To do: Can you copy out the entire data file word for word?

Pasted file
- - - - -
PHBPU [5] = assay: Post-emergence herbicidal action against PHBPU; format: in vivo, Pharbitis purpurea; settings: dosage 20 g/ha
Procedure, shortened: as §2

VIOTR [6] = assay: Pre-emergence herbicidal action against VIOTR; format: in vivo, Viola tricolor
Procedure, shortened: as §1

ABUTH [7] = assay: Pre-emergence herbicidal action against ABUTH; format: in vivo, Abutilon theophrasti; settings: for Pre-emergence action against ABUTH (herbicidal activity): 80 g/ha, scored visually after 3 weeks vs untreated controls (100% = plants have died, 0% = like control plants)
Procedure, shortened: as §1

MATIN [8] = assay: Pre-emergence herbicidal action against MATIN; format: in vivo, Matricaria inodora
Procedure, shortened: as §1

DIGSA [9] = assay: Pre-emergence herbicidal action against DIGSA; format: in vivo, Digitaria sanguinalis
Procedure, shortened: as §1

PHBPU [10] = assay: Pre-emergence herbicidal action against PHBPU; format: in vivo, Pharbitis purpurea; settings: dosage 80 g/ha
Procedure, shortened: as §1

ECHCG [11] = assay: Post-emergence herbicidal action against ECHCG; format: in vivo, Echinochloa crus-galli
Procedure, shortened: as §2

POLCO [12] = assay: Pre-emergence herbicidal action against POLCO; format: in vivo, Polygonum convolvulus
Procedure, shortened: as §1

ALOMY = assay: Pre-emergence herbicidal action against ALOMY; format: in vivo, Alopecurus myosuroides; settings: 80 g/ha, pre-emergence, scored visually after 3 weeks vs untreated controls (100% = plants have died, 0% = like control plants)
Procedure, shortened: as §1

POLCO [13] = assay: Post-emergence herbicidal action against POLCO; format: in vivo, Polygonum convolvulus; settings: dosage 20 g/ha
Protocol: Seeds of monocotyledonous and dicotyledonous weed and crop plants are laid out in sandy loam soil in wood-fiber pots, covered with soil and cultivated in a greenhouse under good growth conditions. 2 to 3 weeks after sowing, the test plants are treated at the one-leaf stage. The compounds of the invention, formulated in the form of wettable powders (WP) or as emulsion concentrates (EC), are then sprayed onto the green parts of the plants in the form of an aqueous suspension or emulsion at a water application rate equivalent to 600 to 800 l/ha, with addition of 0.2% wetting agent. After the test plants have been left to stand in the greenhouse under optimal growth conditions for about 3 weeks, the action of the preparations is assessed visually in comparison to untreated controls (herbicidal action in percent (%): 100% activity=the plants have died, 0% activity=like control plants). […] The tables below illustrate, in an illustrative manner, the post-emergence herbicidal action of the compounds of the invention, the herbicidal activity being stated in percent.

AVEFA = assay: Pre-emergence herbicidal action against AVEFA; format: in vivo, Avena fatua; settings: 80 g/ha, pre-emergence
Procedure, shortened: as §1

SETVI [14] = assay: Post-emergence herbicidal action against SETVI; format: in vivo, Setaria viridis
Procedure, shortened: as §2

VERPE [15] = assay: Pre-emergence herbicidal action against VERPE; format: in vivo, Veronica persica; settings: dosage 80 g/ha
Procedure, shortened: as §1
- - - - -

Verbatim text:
PHBPU [5] = assay: Post-emergence herbicidal action against PHBPU; format: in vivo, Pharbitis purpurea; settings: dosage 20 g/ha
Procedure, shortened: as §2

VIOTR [6] = assay: Pre-emergence herbicidal action against VIOTR; format: in vivo, Viola tricolor
Procedure, shortened: as §1

ABUTH [7] = assay: Pre-emergence herbicidal action against ABUTH; format: in vivo, Abutilon theophrasti; settings: for Pre-emergence action against ABUTH (herbicidal activity): 80 g/ha, scored visually after 3 weeks vs untreated controls (100% = plants have died, 0% = like control plants)
Procedure, shortened: as §1

MATIN [8] = assay: Pre-emergence herbicidal action against MATIN; format: in vivo, Matricaria inodora
Procedure, shortened: as §1

DIGSA [9] = assay: Pre-emergence herbicidal action against DIGSA; format: in vivo, Digitaria sanguinalis
Procedure, shortened: as §1

PHBPU [10] = assay: Pre-emergence herbicidal action against PHBPU; format: in vivo, Pharbitis purpurea; settings: dosage 80 g/ha
Procedure, shortened: as §1

ECHCG [11] = assay: Post-emergence herbicidal action against ECHCG; format: in vivo, Echinochloa crus-galli
Procedure, shortened: as §2

POLCO [12] = assay: Pre-emergence herbicidal action against POLCO; format: in vivo, Polygonum convolvulus
Procedure, shortened: as §1

ALOMY = assay: Pre-emergence herbicidal action against ALOMY; format: in vivo, Alopecurus myosuroides; settings: 80 g/ha, pre-emergence, scored visually after 3 weeks vs untreated controls (100% = plants have died, 0% = like control plants)
Procedure, shortened: as §1

POLCO [13] = assay: Post-emergence herbicidal action against POLCO; format: in vivo, Polygonum convolvulus; settings: dosage 20 g/ha
Protocol: Seeds of monocotyledonous and dicotyledonous weed and crop plants are laid out in sandy loam soil in wood-fiber pots, covered with soil and cultivated in a greenhouse under good growth conditions. 2 to 3 weeks after sowing, the test plants are treated at the one-leaf stage. The compounds of the invention, formulated in the form of wettable powders (WP) or as emulsion concentrates (EC), are then sprayed onto the green parts of the plants in the form of an aqueous suspension or emulsion at a water application rate equivalent to 600 to 800 l/ha, with addition of 0.2% wetting agent. After the test plants have been left to stand in the greenhouse under optimal growth conditions for about 3 weeks, the action of the preparations is assessed visually in comparison to untreated controls (herbicidal action in percent (%): 100% activity=the plants have died, 0% activity=like control plants). […] The tables below illustrate, in an illustrative manner, the post-emergence herbicidal action of the compounds of the invention, the herbicidal activity being stated in percent.

AVEFA = assay: Pre-emergence herbicidal action against AVEFA; format: in vivo, Avena fatua; settings: 80 g/ha, pre-emergence
Procedure, shortened: as §1

SETVI [14] = assay: Post-emergence herbicidal action against SETVI; format: in vivo, Setaria viridis
Procedure, shortened: as §2

VERPE [15] = assay: Pre-emergence herbicidal action against VERPE; format: in vivo, Veronica persica; settings: dosage 80 g/ha
Procedure, shortened: as §1